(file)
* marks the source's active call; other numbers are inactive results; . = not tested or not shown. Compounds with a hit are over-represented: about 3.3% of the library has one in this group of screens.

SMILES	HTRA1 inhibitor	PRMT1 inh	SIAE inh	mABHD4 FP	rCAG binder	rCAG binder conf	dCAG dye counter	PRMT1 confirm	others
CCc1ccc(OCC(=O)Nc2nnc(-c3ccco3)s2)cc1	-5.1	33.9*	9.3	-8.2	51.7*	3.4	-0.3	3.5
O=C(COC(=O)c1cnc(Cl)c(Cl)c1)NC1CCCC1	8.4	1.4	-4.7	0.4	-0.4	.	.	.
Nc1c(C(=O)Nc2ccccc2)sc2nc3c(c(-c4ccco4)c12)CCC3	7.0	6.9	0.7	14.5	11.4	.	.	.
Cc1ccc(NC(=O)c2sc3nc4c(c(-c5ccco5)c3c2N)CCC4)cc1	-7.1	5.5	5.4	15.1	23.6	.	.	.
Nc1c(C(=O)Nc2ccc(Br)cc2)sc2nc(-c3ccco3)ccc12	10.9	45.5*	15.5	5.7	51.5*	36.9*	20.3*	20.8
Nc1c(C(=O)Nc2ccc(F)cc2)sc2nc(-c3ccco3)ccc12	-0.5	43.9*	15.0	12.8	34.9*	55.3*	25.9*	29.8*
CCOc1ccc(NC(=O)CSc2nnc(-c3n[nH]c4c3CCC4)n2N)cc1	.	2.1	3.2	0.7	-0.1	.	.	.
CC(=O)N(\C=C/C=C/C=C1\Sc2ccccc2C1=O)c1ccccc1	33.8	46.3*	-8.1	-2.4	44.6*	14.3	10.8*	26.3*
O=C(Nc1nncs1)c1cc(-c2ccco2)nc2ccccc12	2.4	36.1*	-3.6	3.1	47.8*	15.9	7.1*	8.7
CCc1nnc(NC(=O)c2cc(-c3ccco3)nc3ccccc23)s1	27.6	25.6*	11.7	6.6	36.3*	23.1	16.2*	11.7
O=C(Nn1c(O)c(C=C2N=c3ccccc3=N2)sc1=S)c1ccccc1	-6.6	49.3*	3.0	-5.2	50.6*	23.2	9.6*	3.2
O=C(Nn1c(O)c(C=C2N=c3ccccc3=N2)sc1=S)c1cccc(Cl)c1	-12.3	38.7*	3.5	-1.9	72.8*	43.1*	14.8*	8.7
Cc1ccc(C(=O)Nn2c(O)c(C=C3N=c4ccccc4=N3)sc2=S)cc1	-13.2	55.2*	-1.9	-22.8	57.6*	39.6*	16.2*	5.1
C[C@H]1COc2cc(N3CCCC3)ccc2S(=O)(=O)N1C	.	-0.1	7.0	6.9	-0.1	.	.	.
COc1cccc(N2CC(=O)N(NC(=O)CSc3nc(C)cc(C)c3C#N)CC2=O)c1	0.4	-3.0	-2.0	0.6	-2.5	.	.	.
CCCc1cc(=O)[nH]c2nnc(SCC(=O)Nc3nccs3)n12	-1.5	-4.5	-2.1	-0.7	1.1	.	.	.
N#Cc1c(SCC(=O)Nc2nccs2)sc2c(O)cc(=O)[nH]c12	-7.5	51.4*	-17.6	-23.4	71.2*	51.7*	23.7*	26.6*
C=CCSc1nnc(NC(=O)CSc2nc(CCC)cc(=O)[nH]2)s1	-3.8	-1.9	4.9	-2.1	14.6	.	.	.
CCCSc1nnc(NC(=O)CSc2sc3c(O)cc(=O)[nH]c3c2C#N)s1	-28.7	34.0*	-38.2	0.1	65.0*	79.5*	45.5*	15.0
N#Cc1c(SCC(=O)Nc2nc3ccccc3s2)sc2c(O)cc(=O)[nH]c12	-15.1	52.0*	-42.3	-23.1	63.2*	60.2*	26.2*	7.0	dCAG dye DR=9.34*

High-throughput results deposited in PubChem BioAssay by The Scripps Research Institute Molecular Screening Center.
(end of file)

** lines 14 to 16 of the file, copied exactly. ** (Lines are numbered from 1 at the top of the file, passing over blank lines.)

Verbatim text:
O=C(Nn1c(O)c(C=C2N=c3ccccc3=N2)sc1=S)c1cccc(Cl)c1	-12.3	38.7*	3.5	-1.9	72.8*	43.1*	14.8*	8.7
Cc1ccc(C(=O)Nn2c(O)c(C=C3N=c4ccccc4=N3)sc2=S)cc1	-13.2	55.2*	-1.9	-22.8	57.6*	39.6*	16.2*	5.1
C[C@H]1COc2cc(N3CCCC3)ccc2S(=O)(=O)N1C	.	-0.1	7.0	6.9	-0.1	.	.	.